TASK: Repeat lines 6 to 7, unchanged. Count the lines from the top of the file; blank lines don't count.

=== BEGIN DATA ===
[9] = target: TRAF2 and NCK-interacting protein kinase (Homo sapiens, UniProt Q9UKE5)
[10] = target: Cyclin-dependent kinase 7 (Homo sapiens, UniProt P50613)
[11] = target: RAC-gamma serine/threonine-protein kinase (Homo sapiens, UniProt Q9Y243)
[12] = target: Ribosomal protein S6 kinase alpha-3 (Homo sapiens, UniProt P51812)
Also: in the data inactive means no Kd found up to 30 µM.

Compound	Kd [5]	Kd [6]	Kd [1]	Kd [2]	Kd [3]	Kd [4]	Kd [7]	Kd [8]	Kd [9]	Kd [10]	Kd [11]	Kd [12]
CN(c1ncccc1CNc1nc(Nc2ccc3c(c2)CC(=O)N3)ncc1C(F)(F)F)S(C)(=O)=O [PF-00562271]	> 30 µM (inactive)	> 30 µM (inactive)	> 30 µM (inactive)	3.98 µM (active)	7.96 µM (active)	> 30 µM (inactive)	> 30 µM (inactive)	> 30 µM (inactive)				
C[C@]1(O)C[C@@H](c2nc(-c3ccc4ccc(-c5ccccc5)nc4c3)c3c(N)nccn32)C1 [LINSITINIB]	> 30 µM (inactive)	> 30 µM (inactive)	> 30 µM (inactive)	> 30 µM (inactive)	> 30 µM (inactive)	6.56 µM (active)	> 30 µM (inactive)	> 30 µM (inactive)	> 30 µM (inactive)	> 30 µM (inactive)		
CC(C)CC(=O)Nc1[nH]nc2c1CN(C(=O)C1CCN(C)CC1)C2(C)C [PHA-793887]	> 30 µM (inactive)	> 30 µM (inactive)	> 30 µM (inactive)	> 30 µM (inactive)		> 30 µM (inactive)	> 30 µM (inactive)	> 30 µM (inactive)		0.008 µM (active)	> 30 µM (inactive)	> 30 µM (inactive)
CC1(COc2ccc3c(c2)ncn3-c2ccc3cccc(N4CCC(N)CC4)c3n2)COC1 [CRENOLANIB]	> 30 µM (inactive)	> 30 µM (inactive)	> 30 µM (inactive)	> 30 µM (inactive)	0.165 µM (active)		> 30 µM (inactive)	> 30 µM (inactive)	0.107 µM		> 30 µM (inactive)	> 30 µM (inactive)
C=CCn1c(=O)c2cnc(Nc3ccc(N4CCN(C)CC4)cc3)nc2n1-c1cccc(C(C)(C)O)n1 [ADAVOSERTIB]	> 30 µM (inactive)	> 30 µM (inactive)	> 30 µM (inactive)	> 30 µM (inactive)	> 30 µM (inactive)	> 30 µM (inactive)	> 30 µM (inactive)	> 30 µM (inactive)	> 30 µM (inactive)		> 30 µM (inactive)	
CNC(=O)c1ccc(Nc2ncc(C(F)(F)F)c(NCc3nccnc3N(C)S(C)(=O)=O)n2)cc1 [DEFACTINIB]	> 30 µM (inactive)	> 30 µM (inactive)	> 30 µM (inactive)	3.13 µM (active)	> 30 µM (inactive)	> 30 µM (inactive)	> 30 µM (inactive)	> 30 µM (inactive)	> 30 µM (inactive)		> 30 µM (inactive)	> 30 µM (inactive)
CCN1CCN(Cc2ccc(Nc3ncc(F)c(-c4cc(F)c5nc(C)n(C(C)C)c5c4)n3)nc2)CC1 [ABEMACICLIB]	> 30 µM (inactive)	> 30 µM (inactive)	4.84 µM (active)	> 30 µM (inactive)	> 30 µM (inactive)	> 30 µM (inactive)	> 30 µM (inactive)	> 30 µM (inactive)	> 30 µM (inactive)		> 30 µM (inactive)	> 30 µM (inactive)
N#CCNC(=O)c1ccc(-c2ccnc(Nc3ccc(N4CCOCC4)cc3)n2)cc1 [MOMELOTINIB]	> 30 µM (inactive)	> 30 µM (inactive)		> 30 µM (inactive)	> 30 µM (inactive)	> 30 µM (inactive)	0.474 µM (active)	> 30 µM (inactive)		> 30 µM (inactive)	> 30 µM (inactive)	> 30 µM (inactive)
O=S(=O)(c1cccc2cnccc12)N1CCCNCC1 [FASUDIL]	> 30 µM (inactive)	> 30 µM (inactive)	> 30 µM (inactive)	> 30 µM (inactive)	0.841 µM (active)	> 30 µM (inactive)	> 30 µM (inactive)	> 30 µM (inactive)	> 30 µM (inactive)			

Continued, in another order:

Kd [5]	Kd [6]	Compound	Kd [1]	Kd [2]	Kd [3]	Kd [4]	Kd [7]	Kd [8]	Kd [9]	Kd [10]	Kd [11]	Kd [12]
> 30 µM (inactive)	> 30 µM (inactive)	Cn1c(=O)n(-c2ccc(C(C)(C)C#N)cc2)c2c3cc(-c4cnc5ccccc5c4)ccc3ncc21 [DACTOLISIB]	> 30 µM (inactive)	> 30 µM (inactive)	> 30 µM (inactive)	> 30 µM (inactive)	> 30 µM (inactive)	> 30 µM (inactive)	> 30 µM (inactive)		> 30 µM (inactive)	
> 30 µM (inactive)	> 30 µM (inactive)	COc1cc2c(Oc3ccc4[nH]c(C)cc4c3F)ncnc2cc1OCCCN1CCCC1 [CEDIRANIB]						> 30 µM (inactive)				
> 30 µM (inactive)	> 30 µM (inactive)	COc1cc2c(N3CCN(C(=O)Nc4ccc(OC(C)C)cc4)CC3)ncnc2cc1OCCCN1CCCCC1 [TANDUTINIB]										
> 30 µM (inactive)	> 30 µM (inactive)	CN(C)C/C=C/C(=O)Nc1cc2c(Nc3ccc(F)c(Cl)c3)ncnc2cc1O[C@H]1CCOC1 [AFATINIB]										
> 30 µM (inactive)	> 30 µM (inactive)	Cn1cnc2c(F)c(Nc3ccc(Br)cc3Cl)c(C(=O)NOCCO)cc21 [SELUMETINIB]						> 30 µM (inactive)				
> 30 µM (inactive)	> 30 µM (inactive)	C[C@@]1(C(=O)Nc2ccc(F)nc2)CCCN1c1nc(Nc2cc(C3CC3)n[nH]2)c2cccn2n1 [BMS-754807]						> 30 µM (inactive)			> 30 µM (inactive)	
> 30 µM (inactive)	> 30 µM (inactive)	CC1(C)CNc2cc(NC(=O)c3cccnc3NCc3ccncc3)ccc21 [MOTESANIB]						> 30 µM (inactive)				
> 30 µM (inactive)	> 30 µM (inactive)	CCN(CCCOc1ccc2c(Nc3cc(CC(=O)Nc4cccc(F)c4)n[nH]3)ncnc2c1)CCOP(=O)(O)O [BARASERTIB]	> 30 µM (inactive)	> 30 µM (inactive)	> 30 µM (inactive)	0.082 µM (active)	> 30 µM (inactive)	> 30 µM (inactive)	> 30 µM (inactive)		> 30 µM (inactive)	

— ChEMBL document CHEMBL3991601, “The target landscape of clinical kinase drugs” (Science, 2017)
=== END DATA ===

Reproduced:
Compound	Kd [5]	Kd [6]	Kd [1]	Kd [2]	Kd [3]	Kd [4]	Kd [7]	Kd [8]	Kd [9]	Kd [10]	Kd [11]	Kd [12]
CN(c1ncccc1CNc1nc(Nc2ccc3c(c2)CC(=O)N3)ncc1C(F)(F)F)S(C)(=O)=O [PF-00562271]	> 30 µM (inactive)	> 30 µM (inactive)	> 30 µM (inactive)	3.98 µM (active)	7.96 µM (active)	> 30 µM (inactive)	> 30 µM (inactive)	> 30 µM (inactive)				